For Brad Pitt, the Cannes Film Festival is almost a perennial rite of spring. He’s been there four of the past five years, either with his own films (Ocean’s Thirteen, Inglourious Basterds) or accompanying his partner Angelina Jolie (for Changeling). But this year, as the star and one of the producers of Terrence Malick’s The Tree of Life, Pitt was also the impromptu spokesman for the absent, famously shy writer-director. The film, which won Cannes’ highest accolade, the Palme d’Or, features what many have called Pitt’s finest, boldest performance, as the severe father of three young boys in suburban Texas in the 1950s.
The day after Tree of Life’s official screening (where Malick did show up briefly), Pitt met us for an interview in a penthouse site at Cannes’ Carlton Hotel. Immaculate in a white cotton sweater and cream-colored trousers, sporting tinted, tortoise-shell glasses and a gold chain around his neck, he spoke softly and precisely about making this minutely observed, wildly ambitious film.
A UNIQUE SHOT
Your part of the movie was shot ages ago.
Yes, in the spring of 2008, after I did Burn After Reading and before Inglourious Basterds. I remember that Angie was pregnant then [with the twins she gave birth to in July 2008] and we were trying to think of names for our kids, and now they’re almost three.
Yet in Malick’s mind it started forming much earlier: in the late ’70s, when he began his absence from directing that lasted 20 years.
There’s this mystique around the film, because this is the movie Terry took his hiatus on. It’s gone through many incarnations since, but he started shooting [some of the Cosmos footage] then.
In 2007, when he was finally preparing to shoot it, Heath Ledger was going to play your character, Mr. O’Brien.
Yes, he pulled out at the time for family reasons. His death was a great loss. Heath was one of the younger guys who was on track, who taught me something. You saw it coming in the stuff he’d done, where he’d found a line — the way [Ryan] Gosling is finding a line — against the tide, where the pressure is to do the much more disposable kind of film. These guys are smart enough to know there’s something better to do.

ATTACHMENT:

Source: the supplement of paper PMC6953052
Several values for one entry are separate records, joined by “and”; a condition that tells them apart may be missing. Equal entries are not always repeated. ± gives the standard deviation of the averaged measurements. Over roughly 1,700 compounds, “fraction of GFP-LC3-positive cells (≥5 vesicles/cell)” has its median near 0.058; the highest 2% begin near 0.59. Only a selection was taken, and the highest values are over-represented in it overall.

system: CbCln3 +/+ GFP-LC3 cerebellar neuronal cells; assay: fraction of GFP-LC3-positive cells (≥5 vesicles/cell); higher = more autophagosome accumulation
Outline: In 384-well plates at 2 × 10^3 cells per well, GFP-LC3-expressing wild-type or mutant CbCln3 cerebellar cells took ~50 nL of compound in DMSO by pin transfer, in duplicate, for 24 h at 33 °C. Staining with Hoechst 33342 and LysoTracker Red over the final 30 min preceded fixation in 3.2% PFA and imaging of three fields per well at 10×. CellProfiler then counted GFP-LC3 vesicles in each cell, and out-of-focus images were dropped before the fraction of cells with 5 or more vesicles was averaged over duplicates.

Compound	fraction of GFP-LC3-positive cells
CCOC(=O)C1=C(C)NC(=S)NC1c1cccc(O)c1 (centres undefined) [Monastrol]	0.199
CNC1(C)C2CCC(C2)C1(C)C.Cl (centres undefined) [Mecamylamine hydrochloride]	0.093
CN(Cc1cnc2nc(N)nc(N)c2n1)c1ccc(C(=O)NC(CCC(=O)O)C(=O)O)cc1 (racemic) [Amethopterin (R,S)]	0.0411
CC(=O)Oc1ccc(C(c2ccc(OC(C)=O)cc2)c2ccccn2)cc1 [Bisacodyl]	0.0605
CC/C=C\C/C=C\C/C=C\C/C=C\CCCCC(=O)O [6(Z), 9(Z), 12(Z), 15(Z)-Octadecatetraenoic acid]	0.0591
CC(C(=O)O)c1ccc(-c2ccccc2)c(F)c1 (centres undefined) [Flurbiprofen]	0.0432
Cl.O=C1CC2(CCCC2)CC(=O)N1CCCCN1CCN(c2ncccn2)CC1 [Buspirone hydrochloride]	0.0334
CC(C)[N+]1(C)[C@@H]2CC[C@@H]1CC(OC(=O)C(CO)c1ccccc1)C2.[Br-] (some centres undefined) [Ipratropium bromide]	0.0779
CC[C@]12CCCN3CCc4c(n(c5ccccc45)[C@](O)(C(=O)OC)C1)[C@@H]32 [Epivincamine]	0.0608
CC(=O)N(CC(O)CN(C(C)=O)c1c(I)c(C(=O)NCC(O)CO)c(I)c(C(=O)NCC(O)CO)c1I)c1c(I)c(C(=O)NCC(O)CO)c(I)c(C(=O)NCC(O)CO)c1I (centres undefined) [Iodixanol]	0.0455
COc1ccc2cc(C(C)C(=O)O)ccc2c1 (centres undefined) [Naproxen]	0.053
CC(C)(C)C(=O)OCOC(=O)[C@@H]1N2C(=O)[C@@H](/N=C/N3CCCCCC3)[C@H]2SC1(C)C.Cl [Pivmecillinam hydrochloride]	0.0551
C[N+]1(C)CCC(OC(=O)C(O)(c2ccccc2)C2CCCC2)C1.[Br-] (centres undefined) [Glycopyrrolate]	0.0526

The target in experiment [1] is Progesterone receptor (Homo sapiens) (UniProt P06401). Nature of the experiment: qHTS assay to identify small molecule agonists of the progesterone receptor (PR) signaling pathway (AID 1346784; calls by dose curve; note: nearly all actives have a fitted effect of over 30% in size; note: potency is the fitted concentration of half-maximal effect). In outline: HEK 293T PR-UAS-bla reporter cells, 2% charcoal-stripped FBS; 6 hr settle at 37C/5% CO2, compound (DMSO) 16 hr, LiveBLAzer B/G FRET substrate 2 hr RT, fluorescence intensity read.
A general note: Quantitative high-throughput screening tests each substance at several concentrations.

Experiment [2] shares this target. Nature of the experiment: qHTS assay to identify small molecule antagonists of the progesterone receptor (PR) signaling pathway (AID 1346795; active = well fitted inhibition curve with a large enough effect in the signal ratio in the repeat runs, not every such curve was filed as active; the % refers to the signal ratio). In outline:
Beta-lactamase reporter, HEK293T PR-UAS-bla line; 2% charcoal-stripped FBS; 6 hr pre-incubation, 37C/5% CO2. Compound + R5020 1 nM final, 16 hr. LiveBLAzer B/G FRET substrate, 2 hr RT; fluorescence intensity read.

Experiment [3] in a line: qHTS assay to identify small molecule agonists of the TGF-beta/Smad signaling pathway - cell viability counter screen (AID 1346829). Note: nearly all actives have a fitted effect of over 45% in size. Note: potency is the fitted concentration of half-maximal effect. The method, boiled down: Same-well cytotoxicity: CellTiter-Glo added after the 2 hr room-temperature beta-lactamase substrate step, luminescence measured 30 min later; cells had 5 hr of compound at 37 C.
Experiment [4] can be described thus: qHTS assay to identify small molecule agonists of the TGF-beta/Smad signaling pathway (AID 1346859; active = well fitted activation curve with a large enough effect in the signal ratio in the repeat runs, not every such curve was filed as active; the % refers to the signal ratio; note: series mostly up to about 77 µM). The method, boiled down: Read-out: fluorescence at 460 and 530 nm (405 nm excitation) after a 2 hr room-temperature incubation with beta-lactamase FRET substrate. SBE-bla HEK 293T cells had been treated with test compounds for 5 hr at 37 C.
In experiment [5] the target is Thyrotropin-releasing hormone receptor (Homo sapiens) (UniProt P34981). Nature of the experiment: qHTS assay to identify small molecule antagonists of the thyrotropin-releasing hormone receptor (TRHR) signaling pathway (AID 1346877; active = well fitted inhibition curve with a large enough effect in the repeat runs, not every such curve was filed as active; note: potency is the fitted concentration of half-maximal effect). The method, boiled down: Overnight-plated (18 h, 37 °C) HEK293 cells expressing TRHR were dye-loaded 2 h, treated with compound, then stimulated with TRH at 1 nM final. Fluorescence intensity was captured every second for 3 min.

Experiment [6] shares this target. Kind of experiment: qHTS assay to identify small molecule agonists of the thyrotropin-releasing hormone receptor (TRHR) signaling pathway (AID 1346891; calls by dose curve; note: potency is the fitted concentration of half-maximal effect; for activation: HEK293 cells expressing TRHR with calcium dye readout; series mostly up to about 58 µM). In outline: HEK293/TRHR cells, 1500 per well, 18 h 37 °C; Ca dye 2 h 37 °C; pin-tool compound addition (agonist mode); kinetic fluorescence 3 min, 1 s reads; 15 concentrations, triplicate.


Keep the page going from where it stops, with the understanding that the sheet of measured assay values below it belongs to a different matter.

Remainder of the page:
The boys who play your sons in the film — their voices must have broken by now.
You wouldn’t even recognize the oldest [Hunter McCracken]. He’s taller than I am, and he could kick the shit out of me. But there was a family feeling on the shoot, more than you’d normally get on a film set. The boys were like real brothers: they loved each other, they got into fights. Where the Laramie kid [Laramie Eppler, who plays the second son] kicks Hunter, that was real; they really had a fight that day. The tears you see at the end from Tye [Sheridan], the youngest, which gets me every time, those were real. That was the boys’ last day of shooting, and they’d had this summer-camp vibe, and they were going to be separating. Three years later, the boys still call Jessica [Chastain, who plays Mrs. O’Brien], and send her something on Mother’s Day.
It was a unique shoot, because we didn’t have all the lights and the equipment, and it was a very free-form narrative. So the kids weren’t really making a movie — other than there’s this one camera there. They didn’t know the script, and Terry just told them a little bit about what’s happening. We’d set off, do a couple takes and move on.
Instead of doing little rewrites of scenes to be shot on a certain day, Terry would get up in the morning, and meditate, and write his thoughts about the day’s work. And we got handed these four pages, single-spaced, and they’d be these stream-of-consciousness ideas that we would incorporate into the day’s work.
Someone called Terry a perfectionist, and I said no, he’s an imperfectionist; he’s trying to mess it up. He sets up a scene and then “torpedoes” it — that’s his word. Say, if the parents are arguing inside the house, he’ll send one of the kids in and see how we handle it.
The best moments were not preconceived. In a movie, an actor can get all the words right, but it flatlines, it doesn’t land. And when it does work, it’s this thing that actors talk about pretentiously, but it’s true, about “being in the moment.” Terry’s creating the moment, and standing there with a big butterfly net.
Having just made a film with the Coen brothers, who don’t want their actors to deviate from the script, you must have found this a polar-opposite experience.
It’s the opposite in that a Coen brothers script and shoot are very structured. But it’s the same in that it’s just a couple takes — Terry knows what he wants, and Joel and Ethan know what they want. [As Joel Coen]: “Ethan, that was pretty good, eh Ethan? OK.” And Terry’s like [a high, wispy, tentative voice]: “Yeah. Yeah. I think, uh, yeah, I think I liked it.”